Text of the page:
[Python-Dev] PEP 594: Removing dead batteries from the standard library

Neil Schemenauer nas-python at arctrix.com
Tue May 21 15:59:48 EDT 2019

On 2019-05-21, Terry Reedy wrote:
> The problem with this argument, taken by itself, it that it would argue for
> adding to the stdlib 100s or 1000s of modules or packages that would be
> useful to many more people than the modules proposed to be dropped.

I don't think it does.  We are not talking about 100s or 1000s of
modules.  We are talking about modules which have been in Python's
stdlib for years or decades.  If I have a script that uses one of
these modules and it gets removed, my script breaks.

Installing it from PyPI is not really a great solution.  We are
going to be breaking working scripts just like if we add new
language keywords, etc.  I think we need to be extremely careful
with trying to maintain backwards compatibility, at least as far as
we reasonably can.

The problem I have with this PEP is that I think it both too
aggressive and too conservative at the same time.  For almost all
modules on the list, I'm sure there will be many people who are
harmed by its removal.  OTOH, having to maintain all of the modules
in the stdlib is a heavy burden.  Also, new users can be lured into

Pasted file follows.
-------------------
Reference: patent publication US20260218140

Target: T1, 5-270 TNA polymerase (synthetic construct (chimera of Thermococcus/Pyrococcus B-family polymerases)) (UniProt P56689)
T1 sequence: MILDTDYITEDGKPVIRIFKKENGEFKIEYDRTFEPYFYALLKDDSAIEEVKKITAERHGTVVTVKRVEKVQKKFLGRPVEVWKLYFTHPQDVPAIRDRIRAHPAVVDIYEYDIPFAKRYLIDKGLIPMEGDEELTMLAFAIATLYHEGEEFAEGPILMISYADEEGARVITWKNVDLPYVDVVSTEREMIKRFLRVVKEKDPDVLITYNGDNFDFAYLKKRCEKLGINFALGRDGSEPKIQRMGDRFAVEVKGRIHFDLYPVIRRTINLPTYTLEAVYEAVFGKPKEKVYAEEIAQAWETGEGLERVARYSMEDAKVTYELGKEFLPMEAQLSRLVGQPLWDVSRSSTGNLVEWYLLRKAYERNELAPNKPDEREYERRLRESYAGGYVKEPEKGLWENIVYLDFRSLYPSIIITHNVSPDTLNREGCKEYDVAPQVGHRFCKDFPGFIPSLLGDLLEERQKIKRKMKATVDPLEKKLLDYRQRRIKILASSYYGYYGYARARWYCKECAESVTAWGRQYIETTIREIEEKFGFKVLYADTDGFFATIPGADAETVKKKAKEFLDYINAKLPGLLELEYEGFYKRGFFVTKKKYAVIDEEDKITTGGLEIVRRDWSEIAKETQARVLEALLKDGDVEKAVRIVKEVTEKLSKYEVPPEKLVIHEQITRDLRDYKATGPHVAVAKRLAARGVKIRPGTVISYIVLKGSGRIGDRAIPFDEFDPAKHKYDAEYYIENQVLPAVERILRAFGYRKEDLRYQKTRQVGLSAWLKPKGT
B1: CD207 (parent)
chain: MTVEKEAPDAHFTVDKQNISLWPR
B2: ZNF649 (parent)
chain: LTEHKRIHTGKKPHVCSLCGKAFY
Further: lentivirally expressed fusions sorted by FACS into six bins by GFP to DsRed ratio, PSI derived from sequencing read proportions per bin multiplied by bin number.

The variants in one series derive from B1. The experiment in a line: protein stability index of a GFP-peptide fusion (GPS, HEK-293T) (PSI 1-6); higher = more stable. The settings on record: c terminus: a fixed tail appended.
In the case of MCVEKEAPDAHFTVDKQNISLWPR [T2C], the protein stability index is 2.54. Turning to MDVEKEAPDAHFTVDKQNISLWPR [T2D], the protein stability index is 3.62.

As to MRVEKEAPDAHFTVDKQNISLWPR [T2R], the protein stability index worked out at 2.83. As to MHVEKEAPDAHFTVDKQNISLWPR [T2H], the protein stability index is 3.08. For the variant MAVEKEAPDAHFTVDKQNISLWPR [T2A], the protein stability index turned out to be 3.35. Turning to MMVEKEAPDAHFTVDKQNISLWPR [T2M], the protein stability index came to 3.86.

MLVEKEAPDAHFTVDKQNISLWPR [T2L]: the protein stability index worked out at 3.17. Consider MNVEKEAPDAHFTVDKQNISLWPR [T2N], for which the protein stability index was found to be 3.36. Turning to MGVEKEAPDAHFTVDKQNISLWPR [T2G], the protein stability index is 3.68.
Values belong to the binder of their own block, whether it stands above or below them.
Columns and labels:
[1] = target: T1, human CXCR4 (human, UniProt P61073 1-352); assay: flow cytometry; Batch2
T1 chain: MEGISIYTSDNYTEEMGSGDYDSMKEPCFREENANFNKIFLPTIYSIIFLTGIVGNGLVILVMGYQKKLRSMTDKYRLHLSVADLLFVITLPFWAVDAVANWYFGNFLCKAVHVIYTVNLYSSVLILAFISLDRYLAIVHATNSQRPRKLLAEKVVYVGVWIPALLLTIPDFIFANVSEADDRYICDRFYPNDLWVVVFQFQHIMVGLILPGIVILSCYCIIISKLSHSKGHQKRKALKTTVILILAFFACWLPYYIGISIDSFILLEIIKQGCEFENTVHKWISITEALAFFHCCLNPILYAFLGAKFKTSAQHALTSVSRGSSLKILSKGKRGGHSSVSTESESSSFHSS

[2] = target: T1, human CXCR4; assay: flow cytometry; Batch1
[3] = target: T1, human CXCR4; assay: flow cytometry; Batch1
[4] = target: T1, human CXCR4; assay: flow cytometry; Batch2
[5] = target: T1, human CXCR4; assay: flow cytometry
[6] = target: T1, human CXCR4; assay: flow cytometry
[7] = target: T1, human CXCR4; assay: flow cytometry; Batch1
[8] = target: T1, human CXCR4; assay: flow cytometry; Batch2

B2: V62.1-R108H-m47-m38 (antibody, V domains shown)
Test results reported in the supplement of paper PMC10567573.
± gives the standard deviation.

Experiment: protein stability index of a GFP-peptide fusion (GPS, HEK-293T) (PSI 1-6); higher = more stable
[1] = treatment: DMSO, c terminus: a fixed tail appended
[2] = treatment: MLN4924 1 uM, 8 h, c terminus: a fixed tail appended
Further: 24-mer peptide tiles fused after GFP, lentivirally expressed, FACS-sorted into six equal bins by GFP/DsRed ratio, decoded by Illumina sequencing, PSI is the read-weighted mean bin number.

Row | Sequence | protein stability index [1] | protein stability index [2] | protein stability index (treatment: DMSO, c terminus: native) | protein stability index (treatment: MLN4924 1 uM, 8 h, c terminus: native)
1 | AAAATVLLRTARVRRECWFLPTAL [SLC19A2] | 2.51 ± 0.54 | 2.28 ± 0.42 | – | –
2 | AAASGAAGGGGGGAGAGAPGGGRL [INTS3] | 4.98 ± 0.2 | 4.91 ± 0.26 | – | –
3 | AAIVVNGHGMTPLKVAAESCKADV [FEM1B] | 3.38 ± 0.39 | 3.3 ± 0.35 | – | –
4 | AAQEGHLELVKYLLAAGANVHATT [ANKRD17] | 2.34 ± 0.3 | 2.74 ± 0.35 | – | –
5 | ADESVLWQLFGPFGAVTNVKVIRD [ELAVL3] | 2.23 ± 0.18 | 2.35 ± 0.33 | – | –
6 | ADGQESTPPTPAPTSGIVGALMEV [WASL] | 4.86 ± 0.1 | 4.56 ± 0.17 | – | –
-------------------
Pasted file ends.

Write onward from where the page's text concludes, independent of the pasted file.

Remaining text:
using a module that is not really the best solution anymore.

Here is an alternative, straw man, proposal.  Split the CPython repo
into two parts:

    - core Python: minimal possible stdlib
    - everything else

When Python is released, provide installers for a Python that only
includes the "core" part and a second installer that includes
everything else.  I realize this is more work for the release team.
Hopefully with some scripting, it will not be too labour intensive.

The core Python installer should become the recommended installer.
People who need backwards compability with older versions of Python
can download the big installer package.

To help the people who need 100s or 1000s of extra PyPI packages, we
could develop a tool that creates a "sumo" Python installer,
grabbing packages from PyPI and building a installer package.  To
install that package, you would not need network access.  That
doesn't need to happen right away.  Also, maybe other Python
distributions can fill that need if core Python devs don't want to
build it.



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